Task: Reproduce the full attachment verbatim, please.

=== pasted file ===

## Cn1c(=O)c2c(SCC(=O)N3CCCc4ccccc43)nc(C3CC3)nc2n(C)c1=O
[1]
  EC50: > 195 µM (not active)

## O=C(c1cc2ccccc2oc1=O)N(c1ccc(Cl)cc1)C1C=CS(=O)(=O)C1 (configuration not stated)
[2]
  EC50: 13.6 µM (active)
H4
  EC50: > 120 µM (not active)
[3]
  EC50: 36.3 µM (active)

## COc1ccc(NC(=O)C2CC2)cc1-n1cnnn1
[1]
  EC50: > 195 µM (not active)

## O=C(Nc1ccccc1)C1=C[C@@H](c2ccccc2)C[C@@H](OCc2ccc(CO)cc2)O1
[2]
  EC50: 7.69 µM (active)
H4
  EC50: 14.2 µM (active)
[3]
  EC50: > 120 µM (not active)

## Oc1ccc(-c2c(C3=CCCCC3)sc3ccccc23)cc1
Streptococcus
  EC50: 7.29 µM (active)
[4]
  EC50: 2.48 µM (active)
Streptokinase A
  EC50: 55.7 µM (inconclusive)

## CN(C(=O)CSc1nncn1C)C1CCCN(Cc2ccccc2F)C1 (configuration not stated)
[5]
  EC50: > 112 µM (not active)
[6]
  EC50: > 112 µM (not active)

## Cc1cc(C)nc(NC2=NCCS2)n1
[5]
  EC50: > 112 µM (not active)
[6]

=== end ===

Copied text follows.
## Cn1c(=O)c2c(SCC(=O)N3CCCc4ccccc43)nc(C3CC3)nc2n(C)c1=O
[1]
  EC50: > 195 µM (not active)

## O=C(c1cc2ccccc2oc1=O)N(c1ccc(Cl)cc1)C1C=CS(=O)(=O)C1 (configuration not stated)
[2]
  EC50: 13.6 µM (active)
H4
  EC50: > 120 µM (not active)
[3]
  EC50: 36.3 µM (active)

## COc1ccc(NC(=O)C2CC2)cc1-n1cnnn1
[1]
  EC50: > 195 µM (not active)

## O=C(Nc1ccccc1)C1=C[C@@H](c2ccccc2)C[C@@H](OCc2ccc(CO)cc2)O1
[2]
  EC50: 7.69 µM (active)
H4
  EC50: 14.2 µM (active)
[3]
  EC50: > 120 µM (not active)

## Oc1ccc(-c2c(C3=CCCCC3)sc3ccccc23)cc1
Streptococcus
  EC50: 7.29 µM (active)
[4]
  EC50: 2.48 µM (active)
Streptokinase A
  EC50: 55.7 µM (inconclusive)

## CN(C(=O)CSc1nncn1C)C1CCCN(Cc2ccccc2F)C1 (configuration not stated)
[5]
  EC50: > 112 µM (not active)
[6]
  EC50: > 112 µM (not active)

## Cc1cc(C)nc(NC2=NCCS2)n1
[5]
  EC50: > 112 µM (not active)
[6]